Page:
Those features are standard for remote administration tools, such as terminal with SYSTEM privileges, remote desktop access, full file system access, tasks, and services manager.
All those features combined with a signed MSI installer creates the perfect weapon for a threat actor to gain initial access and start performing recon on the target. Later, they enable the threat actors to deploy additional backdoors, exfiltrate files, or hand-off access to other threat actors. A threat actor that has access to a corporate machine via such capabilities has nearly limitless options.
We have recently described other dual-use tools that are being abused for malicious purposes. We recommend that security teams monitor for remote desktop solutions that are not common in the organization as they have a higher chance of being abused.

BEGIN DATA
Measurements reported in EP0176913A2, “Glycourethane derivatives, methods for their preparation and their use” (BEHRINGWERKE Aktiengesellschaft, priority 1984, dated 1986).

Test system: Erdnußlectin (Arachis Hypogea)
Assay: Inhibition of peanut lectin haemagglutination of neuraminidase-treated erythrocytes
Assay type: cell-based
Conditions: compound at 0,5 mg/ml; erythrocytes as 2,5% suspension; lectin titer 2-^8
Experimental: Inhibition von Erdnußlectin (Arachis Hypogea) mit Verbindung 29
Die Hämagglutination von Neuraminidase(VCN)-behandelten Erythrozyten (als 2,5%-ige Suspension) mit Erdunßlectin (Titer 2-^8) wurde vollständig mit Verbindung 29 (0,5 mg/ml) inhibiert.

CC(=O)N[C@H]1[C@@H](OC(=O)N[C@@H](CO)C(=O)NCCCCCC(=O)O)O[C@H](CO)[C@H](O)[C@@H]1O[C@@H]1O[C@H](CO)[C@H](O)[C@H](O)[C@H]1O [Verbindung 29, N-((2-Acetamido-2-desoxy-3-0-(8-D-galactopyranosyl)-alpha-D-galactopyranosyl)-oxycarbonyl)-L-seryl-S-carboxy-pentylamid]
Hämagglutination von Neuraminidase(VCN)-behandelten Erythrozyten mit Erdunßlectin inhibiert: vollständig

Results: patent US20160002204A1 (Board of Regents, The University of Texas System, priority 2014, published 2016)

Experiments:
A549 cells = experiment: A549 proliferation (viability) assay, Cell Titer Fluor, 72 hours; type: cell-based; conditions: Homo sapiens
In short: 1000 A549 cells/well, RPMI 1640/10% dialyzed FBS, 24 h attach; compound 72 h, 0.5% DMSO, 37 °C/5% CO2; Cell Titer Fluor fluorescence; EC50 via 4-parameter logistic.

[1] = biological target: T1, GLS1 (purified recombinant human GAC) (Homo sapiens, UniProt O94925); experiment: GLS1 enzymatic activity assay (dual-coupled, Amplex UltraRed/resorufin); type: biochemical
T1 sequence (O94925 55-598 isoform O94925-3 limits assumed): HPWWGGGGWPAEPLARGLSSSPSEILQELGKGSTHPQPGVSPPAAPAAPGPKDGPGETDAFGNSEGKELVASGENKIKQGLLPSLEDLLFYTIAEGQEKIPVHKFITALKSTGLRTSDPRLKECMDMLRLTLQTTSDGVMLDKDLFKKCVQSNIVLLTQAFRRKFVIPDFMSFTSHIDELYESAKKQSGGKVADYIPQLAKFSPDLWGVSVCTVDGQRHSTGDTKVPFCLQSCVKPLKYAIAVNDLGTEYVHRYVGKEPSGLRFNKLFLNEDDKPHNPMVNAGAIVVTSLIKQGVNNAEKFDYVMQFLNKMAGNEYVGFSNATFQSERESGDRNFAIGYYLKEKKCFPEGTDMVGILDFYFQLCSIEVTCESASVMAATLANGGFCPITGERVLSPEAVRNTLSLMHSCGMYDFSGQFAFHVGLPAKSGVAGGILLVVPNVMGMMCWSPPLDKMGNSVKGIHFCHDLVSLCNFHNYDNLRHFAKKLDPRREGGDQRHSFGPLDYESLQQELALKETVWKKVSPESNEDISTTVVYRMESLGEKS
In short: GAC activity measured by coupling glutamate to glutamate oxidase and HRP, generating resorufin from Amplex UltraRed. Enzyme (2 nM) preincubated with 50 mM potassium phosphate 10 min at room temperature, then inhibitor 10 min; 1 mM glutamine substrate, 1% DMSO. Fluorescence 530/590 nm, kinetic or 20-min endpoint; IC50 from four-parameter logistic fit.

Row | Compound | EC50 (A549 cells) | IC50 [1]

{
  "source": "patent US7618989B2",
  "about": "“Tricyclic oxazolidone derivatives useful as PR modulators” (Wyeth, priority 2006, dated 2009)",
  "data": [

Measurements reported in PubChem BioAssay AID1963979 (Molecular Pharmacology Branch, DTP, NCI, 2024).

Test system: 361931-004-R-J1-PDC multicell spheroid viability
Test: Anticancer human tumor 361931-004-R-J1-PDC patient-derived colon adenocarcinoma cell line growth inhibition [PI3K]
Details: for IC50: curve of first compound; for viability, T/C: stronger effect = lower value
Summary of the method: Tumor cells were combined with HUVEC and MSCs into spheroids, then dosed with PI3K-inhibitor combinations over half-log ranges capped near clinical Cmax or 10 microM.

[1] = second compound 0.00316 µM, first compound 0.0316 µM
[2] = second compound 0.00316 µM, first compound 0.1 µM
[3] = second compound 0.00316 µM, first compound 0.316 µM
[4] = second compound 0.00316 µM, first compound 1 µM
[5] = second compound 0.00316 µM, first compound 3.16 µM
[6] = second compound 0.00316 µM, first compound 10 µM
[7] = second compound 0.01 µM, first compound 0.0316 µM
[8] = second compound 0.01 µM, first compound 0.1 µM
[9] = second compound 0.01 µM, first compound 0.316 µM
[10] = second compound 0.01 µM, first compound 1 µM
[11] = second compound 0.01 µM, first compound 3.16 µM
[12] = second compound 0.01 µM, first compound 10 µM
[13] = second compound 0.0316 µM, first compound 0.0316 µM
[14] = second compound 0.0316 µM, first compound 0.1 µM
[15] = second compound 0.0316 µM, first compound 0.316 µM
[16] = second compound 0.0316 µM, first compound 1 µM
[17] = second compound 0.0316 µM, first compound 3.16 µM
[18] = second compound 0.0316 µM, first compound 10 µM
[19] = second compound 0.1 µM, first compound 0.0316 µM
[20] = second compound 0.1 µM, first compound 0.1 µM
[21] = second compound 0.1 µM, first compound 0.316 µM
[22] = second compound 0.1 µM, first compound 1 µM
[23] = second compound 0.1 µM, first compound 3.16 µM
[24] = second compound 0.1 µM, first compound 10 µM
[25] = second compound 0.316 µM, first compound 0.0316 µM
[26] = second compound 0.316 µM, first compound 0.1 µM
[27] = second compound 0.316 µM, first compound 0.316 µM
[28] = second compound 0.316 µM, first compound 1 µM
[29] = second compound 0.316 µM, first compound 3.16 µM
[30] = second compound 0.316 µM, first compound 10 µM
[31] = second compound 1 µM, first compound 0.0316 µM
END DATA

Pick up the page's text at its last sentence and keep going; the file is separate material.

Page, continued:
|Initial Access||T1566.001 Phishing: Spearphishing Attachment||MuddyWater has compromised third parties and used compromised accounts to send spearphishing emails with targeted attachments to recipients.||aaa9db79b5d6ba319e24e6180a7935d6|
|Initial Access||T1566.002 Phishing: Spearphishing Link||MuddyWater has compromised third parties and used compromised accounts to send spearphishing emails containing links to legitimate domains hosting archives with remote management software.||d1b4ca2933f49494b4400d5bf5ab502e|
|Command and Control||T1219 Remote Access Software||MuddyWater has used a legitimate application, Syncro, to manage systems remotely and move laterally.||2ed6ebaa28a9bfccc59c6e89a8990631|
|Resource Development||T1588.002 Obtain Capabilities: Tool||MuddyWater has used a legitimate application, Syncro, to manage systems remotely and move laterally.||2ed6ebaa28a9bfccc59c6e89a8990631|
|Resource Development||T1583.006Acquire Infrastructure: Web Services||MuddyWater has used file sharing services including OneHub, Dropbox, and OneDrive to distribute tools.||https://urlscan.io/result/c6f46810-ee19-47b4-8717-40dc09b4ea09/
– archived scan of a Dropbox URL containing an archive with Syncro installer.
Autor: Simon Kenin, THREAT INTELLIGENCE RESEARCHER